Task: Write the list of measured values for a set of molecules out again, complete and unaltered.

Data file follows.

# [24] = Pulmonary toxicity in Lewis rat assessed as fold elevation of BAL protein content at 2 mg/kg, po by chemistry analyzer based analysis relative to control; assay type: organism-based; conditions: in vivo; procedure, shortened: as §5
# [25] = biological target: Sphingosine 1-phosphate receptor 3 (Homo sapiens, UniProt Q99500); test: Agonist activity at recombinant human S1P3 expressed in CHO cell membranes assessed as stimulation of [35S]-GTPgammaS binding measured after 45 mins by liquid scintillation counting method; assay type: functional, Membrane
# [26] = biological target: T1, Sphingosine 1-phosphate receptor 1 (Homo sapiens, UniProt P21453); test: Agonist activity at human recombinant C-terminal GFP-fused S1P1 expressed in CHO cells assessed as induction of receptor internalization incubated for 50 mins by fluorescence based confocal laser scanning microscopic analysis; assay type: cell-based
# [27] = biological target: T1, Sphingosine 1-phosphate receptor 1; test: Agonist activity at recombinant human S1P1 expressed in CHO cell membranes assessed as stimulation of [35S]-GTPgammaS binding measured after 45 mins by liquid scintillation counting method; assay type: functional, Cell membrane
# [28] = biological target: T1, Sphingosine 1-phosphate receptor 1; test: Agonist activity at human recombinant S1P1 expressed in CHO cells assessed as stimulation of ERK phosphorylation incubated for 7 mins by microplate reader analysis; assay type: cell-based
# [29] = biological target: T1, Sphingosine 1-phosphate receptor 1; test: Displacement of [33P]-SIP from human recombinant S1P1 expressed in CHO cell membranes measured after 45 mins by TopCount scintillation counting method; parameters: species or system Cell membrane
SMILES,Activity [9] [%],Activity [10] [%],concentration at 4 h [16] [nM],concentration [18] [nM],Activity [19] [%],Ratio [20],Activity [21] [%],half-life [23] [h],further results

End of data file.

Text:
# [24] = Pulmonary toxicity in Lewis rat assessed as fold elevation of BAL protein content at 2 mg/kg, po by chemistry analyzer based analysis relative to control; assay type: organism-based; conditions: in vivo; procedure, shortened: as §5
# [25] = biological target: Sphingosine 1-phosphate receptor 3 (Homo sapiens, UniProt Q99500); test: Agonist activity at recombinant human S1P3 expressed in CHO cell membranes assessed as stimulation of [35S]-GTPgammaS binding measured after 45 mins by liquid scintillation counting method; assay type: functional, Membrane
# [26] = biological target: T1, Sphingosine 1-phosphate receptor 1 (Homo sapiens, UniProt P21453); test: Agonist activity at human recombinant C-terminal GFP-fused S1P1 expressed in CHO cells assessed as induction of receptor internalization incubated for 50 mins by fluorescence based confocal laser scanning microscopic analysis; assay type: cell-based
# [27] = biological target: T1, Sphingosine 1-phosphate receptor 1; test: Agonist activity at recombinant human S1P1 expressed in CHO cell membranes assessed as stimulation of [35S]-GTPgammaS binding measured after 45 mins by liquid scintillation counting method; assay type: functional, Cell membrane
# [28] = biological target: T1, Sphingosine 1-phosphate receptor 1; test: Agonist activity at human recombinant S1P1 expressed in CHO cells assessed as stimulation of ERK phosphorylation incubated for 7 mins by microplate reader analysis; assay type: cell-based
# [29] = biological target: T1, Sphingosine 1-phosphate receptor 1; test: Displacement of [33P]-SIP from human recombinant S1P1 expressed in CHO cell membranes measured after 45 mins by TopCount scintillation counting method; parameters: species or system Cell membrane
SMILES,Activity [9] [%],Activity [10] [%],concentration at 4 h [16] [nM],concentration [18] [nM],Activity [19] [%],Ratio [20],Activity [21] [%],half-life [23] [h],further results